Commendable efforts to keep the Albanian language alive in Italy are being made by the University of Bari and the Albanian University in Basilicata. These efforts, however, seem like last gasps. Much as the Celtic language has virtually disappeared from Ireland, the Albanian language is disappearing from southern Italy, notwithstanding the valiant attempts of academics.
Frank and Andy Caglia, together with a number of people of Maschitan descent, have formed what they call the "Ad Hoc Committee." Its purpose is to help keep both the language and the customs of the Maschitans alive. Every September in Fresno the committee sponsors a mass and picnic in memory of the great Italian patron saint of Maschito, St. Ella, who lived during the 6th century. Many of us and our descendants look forward with great anticipation to this yearly celebration and the opportunity to meet people whose parents came from the same place as ours did.
On his trip to Maschito, Bruce La Centra says he was taken by Maschitan cousins, the Spaduccis, to see the local church, an impressive structure. Prominent among the statues was one of the illustrious St. Elia. There is also a statue of St. Elia in St. Alphonsus church on Kearney St. in Fresno, an exact duplicate of the original in Maschito.
How do we Albanian-Italians think of ourselves today? I cannot presume to speak for all of us, but I might not go too far astray if I put it this way.
We are proud of our Maschitan background.
We are perhaps a little more proud of our Italian heritage. It was, after all, Italy that gave our ancestors refuge in their time of need, Italy where our ancestors lived for 500 years, Italy whose culture we are heir to.
But today, here in the United States of America where we have prospered as we never did in Albania or in Italy, we are proudest of all of being American.
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Albanian-Italians in the Fresno Area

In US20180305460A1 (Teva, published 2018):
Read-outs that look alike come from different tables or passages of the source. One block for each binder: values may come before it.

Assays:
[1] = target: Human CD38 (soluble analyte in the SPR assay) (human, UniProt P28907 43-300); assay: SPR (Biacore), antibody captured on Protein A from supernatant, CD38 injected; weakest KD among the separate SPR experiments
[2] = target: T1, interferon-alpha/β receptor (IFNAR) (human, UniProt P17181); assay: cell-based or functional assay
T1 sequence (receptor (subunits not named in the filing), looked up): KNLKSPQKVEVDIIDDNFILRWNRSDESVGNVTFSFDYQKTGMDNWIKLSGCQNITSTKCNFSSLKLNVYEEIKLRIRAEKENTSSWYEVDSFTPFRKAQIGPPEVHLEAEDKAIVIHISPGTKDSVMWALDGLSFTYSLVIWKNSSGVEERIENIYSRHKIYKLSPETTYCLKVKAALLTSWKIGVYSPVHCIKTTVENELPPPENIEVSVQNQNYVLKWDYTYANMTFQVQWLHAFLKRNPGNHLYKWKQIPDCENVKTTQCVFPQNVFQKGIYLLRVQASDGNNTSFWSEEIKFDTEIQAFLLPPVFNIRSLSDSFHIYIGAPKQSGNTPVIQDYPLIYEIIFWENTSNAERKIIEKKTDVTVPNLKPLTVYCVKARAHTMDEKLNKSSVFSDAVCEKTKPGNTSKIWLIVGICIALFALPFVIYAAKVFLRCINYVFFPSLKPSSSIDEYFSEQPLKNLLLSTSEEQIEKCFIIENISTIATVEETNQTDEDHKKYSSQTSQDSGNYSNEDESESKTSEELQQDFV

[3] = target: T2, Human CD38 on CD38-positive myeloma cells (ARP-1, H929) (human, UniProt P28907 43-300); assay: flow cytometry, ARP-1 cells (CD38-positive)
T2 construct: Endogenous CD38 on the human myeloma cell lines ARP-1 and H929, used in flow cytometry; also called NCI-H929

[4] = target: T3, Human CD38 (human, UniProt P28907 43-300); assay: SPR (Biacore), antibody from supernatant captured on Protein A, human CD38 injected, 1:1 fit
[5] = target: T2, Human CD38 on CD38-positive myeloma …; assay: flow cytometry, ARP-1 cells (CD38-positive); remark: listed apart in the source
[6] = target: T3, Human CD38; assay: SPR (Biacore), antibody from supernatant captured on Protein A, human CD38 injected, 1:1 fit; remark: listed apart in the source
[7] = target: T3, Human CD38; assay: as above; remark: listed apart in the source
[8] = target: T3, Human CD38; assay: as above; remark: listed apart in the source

Interest in Maschito is probably higher than it has ever been among
local people who trace their ancestry there. Why is this so? For one reason,
those of us born here have an intense curiosity about our roots. Unlike
our parents or grandparents who emigrated from Maschito and were preoccupied
with the difficult task of carving out a life in a new country, we have
the leisure to think more about the past, to wonder, to research even to
travel to the land of our ancestors. For another reason, there are so many
families of Maschitan background in the Fresno area. I alphabetically list
some of the family names here (those that were Anglicized at Ellis Island
are shown in parentheses following the original Italian version). I do
so with a certain trepidation that I will offend some by inadvertent omissions.
Perhaps I will one day be able to publish an updated version, and with
that in mind I ask that kind readers pass on information they may have
about family names not listed here.
*Francesco Abbruzzese (who name was Anglicized to "Frank Bruce" by immigration
officials at Ellis island), was not Maschitan but from the neighboring
hilltop village of Forenza, five miles away. In a classic case of intermarriage
he wed Elizabetta Milano from Maschito, had to learn the dialect because
his wife did not speak Italian, and thus became a sort of an honorary Maschitan.
[ Page 19 ]
Books on Italy and famous Italians are so numerous it is hardly necessary
to list even a short selection. Every library is filled with them.
Books on Albania are not so plentiful. One excellent source is Encyclopedia
Britannica which gives a good account of the history of the country including
the period when the Turks began their assault and the subsequent struggle
of the Albanians under Skanderbeg to retain their liberty. I have borrowed
liberally from this account in the section on Skanderbeg.
The World Book Encylopedia is another good source of which I have made
The Italo-Albanian Villages of Southern Italy by George Nicholas Nasse,
professor of geography at the California State University, Fresno, is a
fine source of information. Professor Nasse was obliged to skip the area
in which Maschito is located when doing his research and neglects even
to include it in his listing of 36 villages, a curious omission. It is
also only fair to point out that Professor Nasse did his research from
1956 to 1960 and published his work in 1964. Because many changes in the
cultural life of southern Italy have taken place since then, the professor's
work is now somewhat dated. Notwithstanding, it is the only publication
I know of that deals in any depth with the sub)ect, and I am indebted to
Professor Nasse for much of the information I have used in this booklet.
The publication is available from the Printing and Publishing Office, National
Academy of Sciences - National Research Council, 2101 Constitution Avenue,
Washington, DC. The Library of Congress Catalog Card Number is 63-65444.